Skip to main content

Killing of 3-year-old a mystery five years later

  • Story Highlights
  • FBI joins investigation into death of 3-year-old Riley Fox, slain in 2004
  • Riley was reported missing from home; her body was found that day
  • Authorities initially charged father in the killing, but DNA exonerated him
  • Attorney for family blasts law enforcement for lack of progress on case
By Rupa Mikkilineni
Decrease font Decrease font
Enlarge font Enlarge font

NEW YORK (CNN) -- One summer night in 2004, 3-year-old Riley Fox lay asleep on a couch not far from her 6-year-old brother on a chair in the living room. Their father was sleeping in a nearby bedroom.

The FBI joined the search for the killer of 3-year-old Riley Fox last month.

The FBI joined the search for the killer of 3-year-old Riley Fox last month.

Just before 8 a.m., Kevin Fox was awakened by his son. The boy told his father that Riley was missing from the sofa.

Fox searched for his daughter for 40 minutes inside and outside their Wilmington, Illinois, home and then called police, according to authorities. His wife, Melissa, was in Chicago participating in a charity walk, and when she found out, she rushed home.

Nearly 500 volunteers, along with police and family, searched for the little girl.

Her body was found later that day in a river in Forked Creek, Illinois, just 4 miles from the family's home. She'd been bound and gagged with duct tape, raped and drowned, according to the Will County Sheriff's Office and the coroner's report.

It was June 6, 2004, the start of a horrific ordeal for the family.

Fox was arrested and charged with the killing, only to be exonerated by DNA evidence.

More than five years later, authorities have yet to capture Riley's killer.

Kathleen Zellner, Fox's attorney, said that the crime scene was brutal and that the theory is that Riley was snatched from her home, sexually assaulted and then thrown from the bridge overlooking the river where she drowned. Because her hands were bound and her mouth covered with duct tape, she was unable to swim or save herself, Zellner said.

Nancy Grace
Nancy Grace is on the case.
8 & 10 p.m., HLN

According to Zellner, Fox says that the night his daughter disappeared, he had gone to a street fair while the children's grandparents looked after them. On his way home, about midnight, Fox picked up his two sleepy children from their grandparents and put them to bed in the living room of the 500-square-foot cement box family home. Riley often fell asleep on the sofa and her 6-year-old brother on the chair near her while watching TV, Zellner said.

Fox has said the front door was wide open when he awoke, Zellner said, as was the back door. He has said he locked the front door before he'd gone to bed.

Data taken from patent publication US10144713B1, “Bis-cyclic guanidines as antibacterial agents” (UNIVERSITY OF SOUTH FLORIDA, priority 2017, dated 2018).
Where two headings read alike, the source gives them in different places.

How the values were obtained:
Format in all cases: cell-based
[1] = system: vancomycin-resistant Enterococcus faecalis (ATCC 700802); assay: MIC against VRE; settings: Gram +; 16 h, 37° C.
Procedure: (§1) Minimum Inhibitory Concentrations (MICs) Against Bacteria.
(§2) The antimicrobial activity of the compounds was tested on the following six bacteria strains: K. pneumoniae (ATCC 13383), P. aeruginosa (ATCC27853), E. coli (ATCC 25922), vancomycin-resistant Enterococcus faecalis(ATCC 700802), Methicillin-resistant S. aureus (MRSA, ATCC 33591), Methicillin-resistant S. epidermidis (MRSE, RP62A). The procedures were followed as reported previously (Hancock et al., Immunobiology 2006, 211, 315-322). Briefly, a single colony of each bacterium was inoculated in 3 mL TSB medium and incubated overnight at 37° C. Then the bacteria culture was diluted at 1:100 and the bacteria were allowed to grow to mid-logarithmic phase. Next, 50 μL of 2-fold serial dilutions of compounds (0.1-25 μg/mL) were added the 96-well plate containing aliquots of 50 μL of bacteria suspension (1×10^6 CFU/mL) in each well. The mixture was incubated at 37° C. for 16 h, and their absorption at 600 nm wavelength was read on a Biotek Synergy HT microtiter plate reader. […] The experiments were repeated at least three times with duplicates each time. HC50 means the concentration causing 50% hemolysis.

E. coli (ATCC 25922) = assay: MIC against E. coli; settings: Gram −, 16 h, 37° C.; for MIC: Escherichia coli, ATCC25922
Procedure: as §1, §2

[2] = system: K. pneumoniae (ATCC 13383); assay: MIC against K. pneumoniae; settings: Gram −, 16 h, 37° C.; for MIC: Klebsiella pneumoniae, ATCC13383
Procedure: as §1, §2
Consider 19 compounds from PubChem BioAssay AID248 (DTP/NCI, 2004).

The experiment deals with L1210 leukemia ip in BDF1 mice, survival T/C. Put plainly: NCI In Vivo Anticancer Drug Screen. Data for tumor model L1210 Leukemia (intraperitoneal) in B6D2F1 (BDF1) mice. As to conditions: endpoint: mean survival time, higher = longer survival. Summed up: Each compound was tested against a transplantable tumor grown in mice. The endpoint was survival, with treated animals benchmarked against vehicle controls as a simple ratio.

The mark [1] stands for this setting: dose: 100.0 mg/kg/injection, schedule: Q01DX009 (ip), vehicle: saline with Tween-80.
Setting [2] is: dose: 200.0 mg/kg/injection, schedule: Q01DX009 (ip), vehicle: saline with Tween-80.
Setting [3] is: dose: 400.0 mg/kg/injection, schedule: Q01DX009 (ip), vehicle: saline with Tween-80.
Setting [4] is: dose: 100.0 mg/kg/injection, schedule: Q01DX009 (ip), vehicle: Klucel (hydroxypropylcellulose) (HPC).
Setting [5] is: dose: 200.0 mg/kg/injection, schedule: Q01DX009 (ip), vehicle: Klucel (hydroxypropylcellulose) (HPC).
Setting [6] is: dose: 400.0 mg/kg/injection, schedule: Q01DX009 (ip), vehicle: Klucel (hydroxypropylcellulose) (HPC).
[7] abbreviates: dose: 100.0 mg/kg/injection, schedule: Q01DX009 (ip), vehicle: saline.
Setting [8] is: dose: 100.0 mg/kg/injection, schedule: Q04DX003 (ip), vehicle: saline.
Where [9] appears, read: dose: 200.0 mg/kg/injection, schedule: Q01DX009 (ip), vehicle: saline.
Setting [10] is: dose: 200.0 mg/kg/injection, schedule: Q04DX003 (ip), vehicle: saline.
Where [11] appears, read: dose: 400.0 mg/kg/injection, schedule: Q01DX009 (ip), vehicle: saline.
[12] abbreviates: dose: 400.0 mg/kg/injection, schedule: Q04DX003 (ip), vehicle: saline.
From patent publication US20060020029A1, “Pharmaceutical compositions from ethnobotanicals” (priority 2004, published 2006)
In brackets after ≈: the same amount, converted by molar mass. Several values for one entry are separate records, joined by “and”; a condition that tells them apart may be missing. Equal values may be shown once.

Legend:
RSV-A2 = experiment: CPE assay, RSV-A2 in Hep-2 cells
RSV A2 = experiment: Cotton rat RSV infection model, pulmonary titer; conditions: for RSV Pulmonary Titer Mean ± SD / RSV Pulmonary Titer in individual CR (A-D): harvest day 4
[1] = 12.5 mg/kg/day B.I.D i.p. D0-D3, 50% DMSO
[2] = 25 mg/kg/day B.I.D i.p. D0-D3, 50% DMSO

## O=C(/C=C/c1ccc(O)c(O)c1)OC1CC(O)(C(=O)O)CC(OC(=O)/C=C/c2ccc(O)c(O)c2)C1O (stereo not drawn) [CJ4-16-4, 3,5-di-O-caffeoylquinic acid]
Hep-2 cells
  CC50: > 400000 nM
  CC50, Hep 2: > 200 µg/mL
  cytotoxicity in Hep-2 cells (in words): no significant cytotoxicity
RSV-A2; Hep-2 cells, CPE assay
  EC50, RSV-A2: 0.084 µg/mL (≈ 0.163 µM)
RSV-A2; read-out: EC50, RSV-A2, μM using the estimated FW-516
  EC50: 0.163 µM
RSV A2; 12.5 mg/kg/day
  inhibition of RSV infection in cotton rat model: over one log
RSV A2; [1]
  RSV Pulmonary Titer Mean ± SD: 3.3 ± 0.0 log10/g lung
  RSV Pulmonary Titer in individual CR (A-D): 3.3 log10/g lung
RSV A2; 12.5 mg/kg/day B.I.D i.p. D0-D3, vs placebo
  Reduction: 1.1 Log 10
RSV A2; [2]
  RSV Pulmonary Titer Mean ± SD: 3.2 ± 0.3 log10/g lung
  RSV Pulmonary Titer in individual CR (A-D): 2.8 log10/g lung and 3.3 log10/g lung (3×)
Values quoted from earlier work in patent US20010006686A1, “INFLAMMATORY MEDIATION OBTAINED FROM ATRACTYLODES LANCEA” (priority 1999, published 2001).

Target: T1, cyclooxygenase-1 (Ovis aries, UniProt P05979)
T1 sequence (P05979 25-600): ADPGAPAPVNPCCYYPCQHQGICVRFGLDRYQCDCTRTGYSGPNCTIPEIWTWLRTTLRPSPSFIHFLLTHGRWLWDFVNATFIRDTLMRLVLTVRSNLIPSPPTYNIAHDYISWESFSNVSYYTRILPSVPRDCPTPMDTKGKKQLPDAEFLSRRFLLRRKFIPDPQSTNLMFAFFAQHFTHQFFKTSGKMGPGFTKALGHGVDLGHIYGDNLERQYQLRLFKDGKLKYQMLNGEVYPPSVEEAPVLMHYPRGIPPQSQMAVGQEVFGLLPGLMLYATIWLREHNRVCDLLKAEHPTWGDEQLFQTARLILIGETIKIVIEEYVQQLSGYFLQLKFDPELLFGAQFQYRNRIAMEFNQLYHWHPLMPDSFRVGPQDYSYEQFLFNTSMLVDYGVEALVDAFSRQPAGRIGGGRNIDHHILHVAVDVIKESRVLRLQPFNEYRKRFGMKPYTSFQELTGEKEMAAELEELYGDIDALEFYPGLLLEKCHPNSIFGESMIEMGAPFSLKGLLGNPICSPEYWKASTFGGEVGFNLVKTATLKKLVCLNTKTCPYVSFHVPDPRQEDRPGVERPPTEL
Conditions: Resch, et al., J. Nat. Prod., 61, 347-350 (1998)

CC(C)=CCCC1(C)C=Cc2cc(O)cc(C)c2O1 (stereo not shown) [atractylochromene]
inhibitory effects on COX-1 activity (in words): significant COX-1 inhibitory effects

The back door's lock had been broken weeks ago; they typically propped a stack of laundry baskets against it to keep it shut. According to the family, those baskets had been removed and placed on top of the laundry machine by someone other than family members.

"From the beginning, we believed that someone was already inside the house waiting when Kevin got home with the kids that night, " Melissa Fox said. "But it was clear that police were looking at Kevin suspiciously."

Indeed, five months later, Will County sheriff's officers arrested and charged Kevin Fox with the sexual assault and murder of his daughter. Zellner says the arrest came after authorities coerced a confession from him after 14 hours of relentless questioning.

Fox spent eight months in jail, but DNA evidence from the rape kit conducted on Riley's body finally exonerated him. There was no semen found during the autopsy, Zellner says, but saliva of an unidentified male was found on the duct tape covering Riley's mouth and elsewhere on her body.

In late 2007, the family won a $15.5 million wrongful-arrest suit against the sheriff's detectives.

The Foxes believe that the perpetrator was someone in the community who had been watching and targeting their daughter for some time.

"For weeks before her disappearance, I couldn't shake a feeling of uneasiness, strange noises at night outside our house, as if someone were lurking and watching us," Melissa Fox said.

Zellner believes that another big clue was a red car similar to a Chevrolet Cavalier parked outside the Fox home that night, before Kevin Fox and his children returned home.

"It's only been in the last few weeks that investigators have actively begun pursuing this case again," Zellner said, "even though Kevin was cleared nearly four years ago."

Last month, the FBI joined the investigation at the request of Will County State Attorney James Glasgow. FBI agents combed Riley's neighborhood and talked with neighbors and other potential witnesses.

"The FBI is bringing unprecedented resources and expertise to this investigation," Glasgow said in a statement. "We cannot allow this horrific crime against an innocent child to remain unsolved."

The family is offering a $100,000 reward, and the FBI is offering $10,000 for information leading to the arrest and conviction of the person or persons responsible for Riley Fox's death.

Anyone with more information is urged to call the FBI's Chicago office at 312-421-6700.

All About Murder and HomicideNancy Grace

  • E-mail
  • Save
  • Print